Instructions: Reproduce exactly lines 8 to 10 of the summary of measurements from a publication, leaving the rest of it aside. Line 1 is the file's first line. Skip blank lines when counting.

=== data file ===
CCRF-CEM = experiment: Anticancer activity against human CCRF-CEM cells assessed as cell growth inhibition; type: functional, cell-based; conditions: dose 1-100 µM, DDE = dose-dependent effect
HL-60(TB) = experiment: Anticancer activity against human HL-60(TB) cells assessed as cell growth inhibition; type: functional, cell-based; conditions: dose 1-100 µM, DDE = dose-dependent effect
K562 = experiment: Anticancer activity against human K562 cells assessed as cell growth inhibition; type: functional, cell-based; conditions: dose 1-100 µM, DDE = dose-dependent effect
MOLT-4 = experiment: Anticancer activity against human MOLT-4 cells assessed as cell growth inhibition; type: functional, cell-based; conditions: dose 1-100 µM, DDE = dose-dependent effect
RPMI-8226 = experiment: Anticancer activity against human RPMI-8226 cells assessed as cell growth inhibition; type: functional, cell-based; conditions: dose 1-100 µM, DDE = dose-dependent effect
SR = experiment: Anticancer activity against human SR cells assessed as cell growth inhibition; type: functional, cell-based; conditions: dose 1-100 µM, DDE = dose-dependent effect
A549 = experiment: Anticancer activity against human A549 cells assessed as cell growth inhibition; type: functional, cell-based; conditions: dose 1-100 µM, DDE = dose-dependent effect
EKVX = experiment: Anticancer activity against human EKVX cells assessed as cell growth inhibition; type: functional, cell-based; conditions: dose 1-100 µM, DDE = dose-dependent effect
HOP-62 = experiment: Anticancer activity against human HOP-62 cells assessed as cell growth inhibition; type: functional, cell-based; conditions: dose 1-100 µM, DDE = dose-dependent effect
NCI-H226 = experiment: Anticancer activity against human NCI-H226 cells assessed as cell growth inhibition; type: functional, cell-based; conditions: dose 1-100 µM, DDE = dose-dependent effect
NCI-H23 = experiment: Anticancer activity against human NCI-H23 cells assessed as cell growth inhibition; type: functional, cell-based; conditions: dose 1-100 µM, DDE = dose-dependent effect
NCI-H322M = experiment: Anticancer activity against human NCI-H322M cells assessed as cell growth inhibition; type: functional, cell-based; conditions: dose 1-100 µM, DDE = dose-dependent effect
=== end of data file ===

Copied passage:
EKVX = experiment: Anticancer activity against human EKVX cells assessed as cell growth inhibition; type: functional, cell-based; conditions: dose 1-100 µM, DDE = dose-dependent effect
HOP-62 = experiment: Anticancer activity against human HOP-62 cells assessed as cell growth inhibition; type: functional, cell-based; conditions: dose 1-100 µM, DDE = dose-dependent effect
NCI-H226 = experiment: Anticancer activity against human NCI-H226 cells assessed as cell growth inhibition; type: functional, cell-based; conditions: dose 1-100 µM, DDE = dose-dependent effect